Frankenstein’s Jacket

Frankenstein1_large_verge_medium_landscapeWhether it’s the time of year or simply the fact that classic monster movies play pretty regularly around my place, I found myself watching Frankenstein last night. And whether it was a remarkably insightful bit of costuming or my own tendency to observe apparel in movies, I couldn’t help noticing the fit of Frankenstein’s Monster’s jacket.

The monster–played beautifully by Boris Karloff–wears a black, man’s blazer. It fits him in the very broad shoulders and buttons across his chest, yet the sleeves are so short they fall between his elbows and wrists. To imagine the man who would fit in that jacket is to imagine a four foot tall linebacker.

It’s as ill-fitting as a man-made monster in modern society.

People like to think that clothes don’t matter, and in the grand scheme of debt, mass shootings, domestic violence, and tumultuous foreign affairs, maybe they don’t. But in terms of metaphor, when you’re creating a character who doesn’t quite fit into the world we live in, I dare you to find a better illusory technique.

Through movies, magazines, reality shows, and department store ads, we’ve been taught to interpret people from how they dress. I’m not talking about high fashion vs. street wear, but more the way we present ourselves. Faded T-shirt with a book quote, jeans, and converse sneakers on a guy sends an entirely different message than a tux and tails. Some can pull off both. Others are awkward in the one that feels like a costume, whichever it may be.

Clothes make the man, the monster, the hero, and the villain. The reason some characters are relegated to the shadows is because they don’t want us to see who they are. They aren’t fully formed. They’re hiding their true selves.

And from the cheap seats? The monster wasn’t the villain of the movie. Who do you think was?

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Author: Diane Vallere

Diane is the author of four mystery series. Like her character Samantha Kidd, she is a former fashion buyer; like her character Madison Night, she loves Doris Day movies, like her character Polyester Monroe, she lives in California; and like her character Margo Tamblyn, she has a thing for costumes. Find out more at http://dianevallere.com/.

9 thoughts on “Frankenstein’s Jacket”

  1. Wow, I never thought about the fit of the jacket. Puts a whole new spin on it. I haven’t read or seen Frankenstein a long time, but my girl is reading it this year for English and she thinks Dr. Frankenstein was the true monster.

  2. Excellent point about the clothes. The jacket looked odd to me but I never put my finger on it before. Haven’t read it or watched the authentic movie. I’m rather fond of Mel Brooks’ version.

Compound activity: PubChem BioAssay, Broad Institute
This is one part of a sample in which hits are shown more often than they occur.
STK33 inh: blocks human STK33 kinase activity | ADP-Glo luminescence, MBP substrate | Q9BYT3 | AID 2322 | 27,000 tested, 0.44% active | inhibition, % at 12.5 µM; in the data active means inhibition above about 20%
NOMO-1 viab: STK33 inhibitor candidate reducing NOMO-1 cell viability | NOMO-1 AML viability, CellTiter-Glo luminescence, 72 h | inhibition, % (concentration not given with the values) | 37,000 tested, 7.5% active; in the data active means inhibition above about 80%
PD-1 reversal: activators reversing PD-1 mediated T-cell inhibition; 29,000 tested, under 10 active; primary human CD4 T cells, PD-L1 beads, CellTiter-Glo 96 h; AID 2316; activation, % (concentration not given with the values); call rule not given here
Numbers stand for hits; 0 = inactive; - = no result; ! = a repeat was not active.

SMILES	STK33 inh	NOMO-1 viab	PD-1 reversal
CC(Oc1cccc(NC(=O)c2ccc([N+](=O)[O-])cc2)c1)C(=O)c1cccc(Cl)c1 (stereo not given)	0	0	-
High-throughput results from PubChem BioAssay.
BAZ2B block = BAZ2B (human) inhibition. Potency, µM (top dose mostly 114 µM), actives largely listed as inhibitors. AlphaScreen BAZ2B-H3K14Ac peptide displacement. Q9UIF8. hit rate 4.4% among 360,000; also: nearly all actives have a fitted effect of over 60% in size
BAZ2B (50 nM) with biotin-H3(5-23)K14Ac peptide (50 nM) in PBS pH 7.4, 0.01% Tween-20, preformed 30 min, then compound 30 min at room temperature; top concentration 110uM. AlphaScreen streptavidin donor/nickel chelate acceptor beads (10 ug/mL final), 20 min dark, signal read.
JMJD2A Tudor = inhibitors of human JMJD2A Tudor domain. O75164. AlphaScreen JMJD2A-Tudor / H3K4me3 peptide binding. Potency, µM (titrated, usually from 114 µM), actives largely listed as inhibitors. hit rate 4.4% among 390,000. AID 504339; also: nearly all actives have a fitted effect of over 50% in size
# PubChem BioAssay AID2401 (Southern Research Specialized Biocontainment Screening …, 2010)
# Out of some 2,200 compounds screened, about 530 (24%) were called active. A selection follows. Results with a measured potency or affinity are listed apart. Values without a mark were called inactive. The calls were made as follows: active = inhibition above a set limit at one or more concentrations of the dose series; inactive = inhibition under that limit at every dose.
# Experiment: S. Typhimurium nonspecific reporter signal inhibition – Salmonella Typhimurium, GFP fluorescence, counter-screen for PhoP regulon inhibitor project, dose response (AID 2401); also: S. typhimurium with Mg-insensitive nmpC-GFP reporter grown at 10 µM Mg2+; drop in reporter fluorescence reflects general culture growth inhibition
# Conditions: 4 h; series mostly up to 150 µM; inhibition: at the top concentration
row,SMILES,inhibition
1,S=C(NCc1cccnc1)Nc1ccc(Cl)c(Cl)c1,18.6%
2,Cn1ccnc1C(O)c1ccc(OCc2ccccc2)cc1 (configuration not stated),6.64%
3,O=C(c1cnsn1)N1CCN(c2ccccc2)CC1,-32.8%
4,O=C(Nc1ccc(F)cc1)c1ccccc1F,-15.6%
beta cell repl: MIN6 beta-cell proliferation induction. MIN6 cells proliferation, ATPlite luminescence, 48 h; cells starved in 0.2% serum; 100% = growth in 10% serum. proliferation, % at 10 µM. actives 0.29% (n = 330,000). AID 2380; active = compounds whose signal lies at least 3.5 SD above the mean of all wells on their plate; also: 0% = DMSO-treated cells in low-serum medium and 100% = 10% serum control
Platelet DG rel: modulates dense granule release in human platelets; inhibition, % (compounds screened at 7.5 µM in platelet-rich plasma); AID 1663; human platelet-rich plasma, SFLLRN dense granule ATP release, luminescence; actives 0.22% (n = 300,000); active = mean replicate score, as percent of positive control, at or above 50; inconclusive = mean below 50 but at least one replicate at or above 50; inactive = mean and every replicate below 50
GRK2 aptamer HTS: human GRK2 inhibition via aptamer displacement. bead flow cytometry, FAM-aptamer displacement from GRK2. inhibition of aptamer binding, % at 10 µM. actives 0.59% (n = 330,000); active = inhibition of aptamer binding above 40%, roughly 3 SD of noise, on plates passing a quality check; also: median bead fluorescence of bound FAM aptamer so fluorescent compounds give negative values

3. Ooh! Love this post! You are in good company with your observation, too: “One odd thing about movie mad scientists is that they can’t ever seem to measure their monsters for proper clothing sizes” (Margaret Atwood, “The Handmaid’s Tale and Oryx and Crake in Context.” PMLA 119.3 (May 2004): 514). < courtesy of my way too many hours reading about dress in literature

    Victor (Dr. Frankenstein) seems like the primary villain to me, but the torch-wielding villagers scare me too…

  4. Never noticed the jacket. Haven’t seen the movie in a while, so i’ll have to watch it again. Poor Frankenstein, I too think he got a bum rap. Excellent blog.

  5. I think the “monster’s” ill-fitting clothes were just another indication that he as well, was ill-fitting in society. Nothing about him fit in, not even his clothes, although, at least in the book, he was supposed to fit in. (Movies don’t really ever stick to the books). I do think that clothes reflect our own personalities and how we look at ourselves. We all change what we wear depending on events, places, and moods. That is a healthy thing, because it shows that we all have our own view of how we fit into the world around us. Unfortunately, the creation/monster fit into society about as well as his coat fit him.

  6. All very good points! (yes, I posted this last night and then totally forgot about it this morning…). Cynthia, one of these days I want to read your book about clothing in literature! (I did write a college paper about clothing symbolism in The Great Gatsby.)

    As for the villain in Frankenstein? It’s a toss-up to me between Dr. Frankenstein (“Now I know what it feels like to BE God!”) and the torch-wielding villagers.

    Barbara, very good point about the ill-fitting jacket being a metaphor 🙂

  7. Love the metaphor of ill-fitting clothes! It’s been too long since I’ve read the book or seen the old movie version, and I don’t recall how clothes were treated in the book, as compared to the movie.

  8. What an insightful post. I completely agree with everything you said. I always hated the advice that writers should ignore clothes.

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